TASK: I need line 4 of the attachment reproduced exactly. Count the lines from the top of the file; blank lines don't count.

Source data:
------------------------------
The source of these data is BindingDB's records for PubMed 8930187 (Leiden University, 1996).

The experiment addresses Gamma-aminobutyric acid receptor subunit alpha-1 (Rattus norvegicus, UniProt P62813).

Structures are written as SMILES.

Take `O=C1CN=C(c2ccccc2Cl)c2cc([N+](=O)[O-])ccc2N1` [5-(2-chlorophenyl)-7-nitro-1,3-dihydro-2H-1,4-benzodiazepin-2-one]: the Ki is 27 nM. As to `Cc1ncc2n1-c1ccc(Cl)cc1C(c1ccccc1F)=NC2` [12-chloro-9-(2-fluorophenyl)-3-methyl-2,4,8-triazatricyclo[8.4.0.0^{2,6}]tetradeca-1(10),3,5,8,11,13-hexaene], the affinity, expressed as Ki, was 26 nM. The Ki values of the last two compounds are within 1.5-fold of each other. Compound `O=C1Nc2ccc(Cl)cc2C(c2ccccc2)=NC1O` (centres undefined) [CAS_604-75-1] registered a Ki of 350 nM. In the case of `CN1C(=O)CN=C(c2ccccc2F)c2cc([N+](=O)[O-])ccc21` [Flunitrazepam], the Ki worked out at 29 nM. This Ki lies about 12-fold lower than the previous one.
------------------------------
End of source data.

Take `O=C1CN=C(c2ccccc2Cl)c2cc([N+](=O)[O-])ccc2N1` [5-(2-chlorophenyl)-7-nitro-1,3-dihydro-2H-1,4-benzodiazepin-2-one]: the Ki is 27 nM. As to `Cc1ncc2n1-c1ccc(Cl)cc1C(c1ccccc1F)=NC2` [12-chloro-9-(2-fluorophenyl)-3-methyl-2,4,8-triazatricyclo[8.4.0.0^{2,6}]tetradeca-1(10),3,5,8,11,13-hexaene], the affinity, expressed as Ki, was 26 nM. The Ki values of the last two compounds are within 1.5-fold of each other. Compound `O=C1Nc2ccc(Cl)cc2C(c2ccccc2)=NC1O` (centres undefined) [CAS_604-75-1] registered a Ki of 350 nM. In the case of `CN1C(=O)CN=C(c2ccccc2F)c2cc([N+](=O)[O-])ccc21` [Flunitrazepam], the Ki worked out at 29 nM. This Ki lies about 12-fold lower than the previous one.